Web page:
Securitization, specifically the packaging of mortgage debt into bond-like financial instruments, was a key driver of the 2007-08 global financial crisis.Credit: Investopedia
We want nothing to do with this, but it may soon be a non-issue. There’s every sign that growth of SoFi’s student loan segment will continue to stall while they hand out risky unsecured personal loans instead. No student will privatize their loan with SoFi if it means they can’t take advantage of free handouts ponied up for political points. We also need to consider the demand side. Since SoFi makes money packaging student loans and selling them, what happens when the institutional buyers of those securitization products no longer want to purchase them? There are too many things that can go wrong, not to mention the 500-lb (227 kilo) bald eagle in the room
Forgive Me Uncle Joe
Word on the streets is that President Biden’s administration plans to forgive student loan debt. Some might argue this simply requires the gainfully employed to subsidize irresponsible decision-makers who took out loans that they’re unable to pay because they chose to major in underwater basket weaving. For the 49% of our readers who live outside the U.S., we can’t explain the rationale to you other than to say it’s an attempt to garner future votes at the expense of the American taxpayer while encouraging financial irresponsibility. We find it odd that SoFi’s CEO thinks this is a good idea when his company states the following:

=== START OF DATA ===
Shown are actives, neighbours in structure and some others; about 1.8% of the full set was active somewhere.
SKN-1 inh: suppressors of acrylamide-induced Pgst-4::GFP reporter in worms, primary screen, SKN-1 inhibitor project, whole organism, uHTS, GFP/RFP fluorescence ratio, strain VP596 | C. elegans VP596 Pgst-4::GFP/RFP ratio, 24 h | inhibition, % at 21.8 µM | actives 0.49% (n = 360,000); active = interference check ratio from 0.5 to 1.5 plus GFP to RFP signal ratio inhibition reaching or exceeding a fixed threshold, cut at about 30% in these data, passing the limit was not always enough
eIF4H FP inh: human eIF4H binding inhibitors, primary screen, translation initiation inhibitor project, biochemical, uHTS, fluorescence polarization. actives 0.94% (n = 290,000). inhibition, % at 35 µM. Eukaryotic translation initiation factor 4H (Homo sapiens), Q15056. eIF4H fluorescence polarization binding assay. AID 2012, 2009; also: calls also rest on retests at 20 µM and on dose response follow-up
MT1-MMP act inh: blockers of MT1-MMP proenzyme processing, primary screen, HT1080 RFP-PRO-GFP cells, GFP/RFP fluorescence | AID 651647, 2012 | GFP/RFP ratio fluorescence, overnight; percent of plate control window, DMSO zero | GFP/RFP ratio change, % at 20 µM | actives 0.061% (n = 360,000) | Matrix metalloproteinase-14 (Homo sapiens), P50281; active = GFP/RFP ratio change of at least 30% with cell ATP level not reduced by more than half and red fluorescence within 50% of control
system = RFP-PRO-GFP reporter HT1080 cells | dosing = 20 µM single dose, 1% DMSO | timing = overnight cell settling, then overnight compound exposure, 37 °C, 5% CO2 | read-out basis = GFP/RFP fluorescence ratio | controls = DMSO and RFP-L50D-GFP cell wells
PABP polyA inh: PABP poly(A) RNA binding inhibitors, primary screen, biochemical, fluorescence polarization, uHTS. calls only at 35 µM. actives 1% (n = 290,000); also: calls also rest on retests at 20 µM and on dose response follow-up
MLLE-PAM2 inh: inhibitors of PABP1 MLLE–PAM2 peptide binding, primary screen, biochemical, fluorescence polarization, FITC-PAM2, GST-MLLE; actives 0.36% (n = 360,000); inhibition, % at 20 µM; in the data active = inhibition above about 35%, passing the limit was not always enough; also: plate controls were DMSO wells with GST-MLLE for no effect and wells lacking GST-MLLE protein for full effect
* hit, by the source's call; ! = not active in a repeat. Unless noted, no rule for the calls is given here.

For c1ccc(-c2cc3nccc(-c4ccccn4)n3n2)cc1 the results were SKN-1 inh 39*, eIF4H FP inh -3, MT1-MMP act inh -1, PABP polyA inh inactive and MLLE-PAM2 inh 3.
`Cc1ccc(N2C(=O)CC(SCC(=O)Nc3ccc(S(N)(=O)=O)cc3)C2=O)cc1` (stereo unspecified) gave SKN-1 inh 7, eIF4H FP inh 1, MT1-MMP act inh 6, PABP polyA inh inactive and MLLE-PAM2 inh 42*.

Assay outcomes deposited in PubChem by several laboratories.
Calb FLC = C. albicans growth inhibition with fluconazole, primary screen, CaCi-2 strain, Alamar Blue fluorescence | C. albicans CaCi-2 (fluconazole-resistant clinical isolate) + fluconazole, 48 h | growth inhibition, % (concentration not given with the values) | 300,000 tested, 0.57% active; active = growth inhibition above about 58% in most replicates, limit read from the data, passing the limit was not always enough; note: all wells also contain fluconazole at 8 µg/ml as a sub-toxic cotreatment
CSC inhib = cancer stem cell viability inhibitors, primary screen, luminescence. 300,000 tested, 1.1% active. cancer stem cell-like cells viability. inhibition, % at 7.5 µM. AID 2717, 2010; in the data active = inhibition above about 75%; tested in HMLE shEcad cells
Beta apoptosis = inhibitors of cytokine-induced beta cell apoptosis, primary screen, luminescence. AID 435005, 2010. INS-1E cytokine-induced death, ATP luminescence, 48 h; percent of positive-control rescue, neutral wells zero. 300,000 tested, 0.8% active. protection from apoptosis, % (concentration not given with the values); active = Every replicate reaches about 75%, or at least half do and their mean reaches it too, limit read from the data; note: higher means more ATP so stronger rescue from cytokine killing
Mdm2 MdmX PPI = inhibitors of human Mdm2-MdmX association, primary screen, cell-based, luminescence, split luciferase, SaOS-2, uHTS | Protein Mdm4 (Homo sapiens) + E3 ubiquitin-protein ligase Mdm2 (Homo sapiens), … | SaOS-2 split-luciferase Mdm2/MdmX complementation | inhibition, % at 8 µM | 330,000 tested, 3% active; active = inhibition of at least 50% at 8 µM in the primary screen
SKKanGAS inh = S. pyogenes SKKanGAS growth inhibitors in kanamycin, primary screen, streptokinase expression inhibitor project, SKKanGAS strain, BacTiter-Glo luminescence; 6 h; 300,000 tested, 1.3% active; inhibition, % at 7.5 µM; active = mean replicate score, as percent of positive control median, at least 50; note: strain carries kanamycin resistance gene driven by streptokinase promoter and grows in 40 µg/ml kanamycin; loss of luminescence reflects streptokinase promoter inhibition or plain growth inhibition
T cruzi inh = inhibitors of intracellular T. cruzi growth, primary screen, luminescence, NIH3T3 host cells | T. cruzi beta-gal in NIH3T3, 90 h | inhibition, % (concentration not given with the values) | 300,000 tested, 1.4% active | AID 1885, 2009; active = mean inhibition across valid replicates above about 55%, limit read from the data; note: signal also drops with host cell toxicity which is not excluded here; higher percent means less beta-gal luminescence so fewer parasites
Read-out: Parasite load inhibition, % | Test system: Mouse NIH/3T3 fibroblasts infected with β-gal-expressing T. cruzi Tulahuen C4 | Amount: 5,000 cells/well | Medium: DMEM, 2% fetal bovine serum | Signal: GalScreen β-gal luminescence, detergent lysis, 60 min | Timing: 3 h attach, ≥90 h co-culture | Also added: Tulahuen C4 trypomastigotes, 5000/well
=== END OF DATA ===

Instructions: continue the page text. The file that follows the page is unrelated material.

Should there be further student loan relief measures, we expect that this would decrease the demand for our student loan refinancing products and would likely have an adverse impact on our results of operations and overall business.SoFi 10-Q
How can a firm make that statement when their CEO authored a blog post in March 2022 with the below request: